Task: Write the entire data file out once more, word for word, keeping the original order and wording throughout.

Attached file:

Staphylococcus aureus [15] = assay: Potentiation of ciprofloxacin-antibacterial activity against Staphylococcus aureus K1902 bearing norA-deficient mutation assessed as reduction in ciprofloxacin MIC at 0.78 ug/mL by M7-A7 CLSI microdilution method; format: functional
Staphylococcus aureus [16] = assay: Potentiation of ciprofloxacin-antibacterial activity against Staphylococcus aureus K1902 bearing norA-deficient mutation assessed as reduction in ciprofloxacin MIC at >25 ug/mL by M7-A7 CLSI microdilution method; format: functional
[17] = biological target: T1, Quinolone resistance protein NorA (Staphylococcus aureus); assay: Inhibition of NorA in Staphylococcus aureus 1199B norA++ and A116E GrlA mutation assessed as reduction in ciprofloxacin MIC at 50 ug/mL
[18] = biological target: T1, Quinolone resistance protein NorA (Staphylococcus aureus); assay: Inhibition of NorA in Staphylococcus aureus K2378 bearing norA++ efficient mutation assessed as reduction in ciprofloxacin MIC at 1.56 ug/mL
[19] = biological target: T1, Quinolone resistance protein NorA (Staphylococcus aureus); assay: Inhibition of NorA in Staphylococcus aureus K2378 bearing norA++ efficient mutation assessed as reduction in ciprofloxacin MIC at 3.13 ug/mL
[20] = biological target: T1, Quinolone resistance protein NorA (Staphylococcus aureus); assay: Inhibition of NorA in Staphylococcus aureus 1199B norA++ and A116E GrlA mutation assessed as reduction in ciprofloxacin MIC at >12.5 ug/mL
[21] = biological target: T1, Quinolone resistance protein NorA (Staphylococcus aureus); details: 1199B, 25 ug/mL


Staphylococcus aureus [15] = assay: Potentiation of ciprofloxacin-antibacterial activity against Staphylococcus aureus K1902 bearing norA-deficient mutation assessed as reduction in ciprofloxacin MIC at 0.78 ug/mL by M7-A7 CLSI microdilution method; format: functional
Staphylococcus aureus [16] = assay: Potentiation of ciprofloxacin-antibacterial activity against Staphylococcus aureus K1902 bearing norA-deficient mutation assessed as reduction in ciprofloxacin MIC at >25 ug/mL by M7-A7 CLSI microdilution method; format: functional
[17] = biological target: T1, Quinolone resistance protein NorA (Staphylococcus aureus); assay: Inhibition of NorA in Staphylococcus aureus 1199B norA++ and A116E GrlA mutation assessed as reduction in ciprofloxacin MIC at 50 ug/mL
[18] = biological target: T1, Quinolone resistance protein NorA (Staphylococcus aureus); assay: Inhibition of NorA in Staphylococcus aureus K2378 bearing norA++ efficient mutation assessed as reduction in ciprofloxacin MIC at 1.56 ug/mL
[19] = biological target: T1, Quinolone resistance protein NorA (Staphylococcus aureus); assay: Inhibition of NorA in Staphylococcus aureus K2378 bearing norA++ efficient mutation assessed as reduction in ciprofloxacin MIC at 3.13 ug/mL
[20] = biological target: T1, Quinolone resistance protein NorA (Staphylococcus aureus); assay: Inhibition of NorA in Staphylococcus aureus 1199B norA++ and A116E GrlA mutation assessed as reduction in ciprofloxacin MIC at >12.5 ug/mL
[21] = biological target: T1, Quinolone resistance protein NorA (Staphylococcus aureus); details: 1199B, 25 ug/mL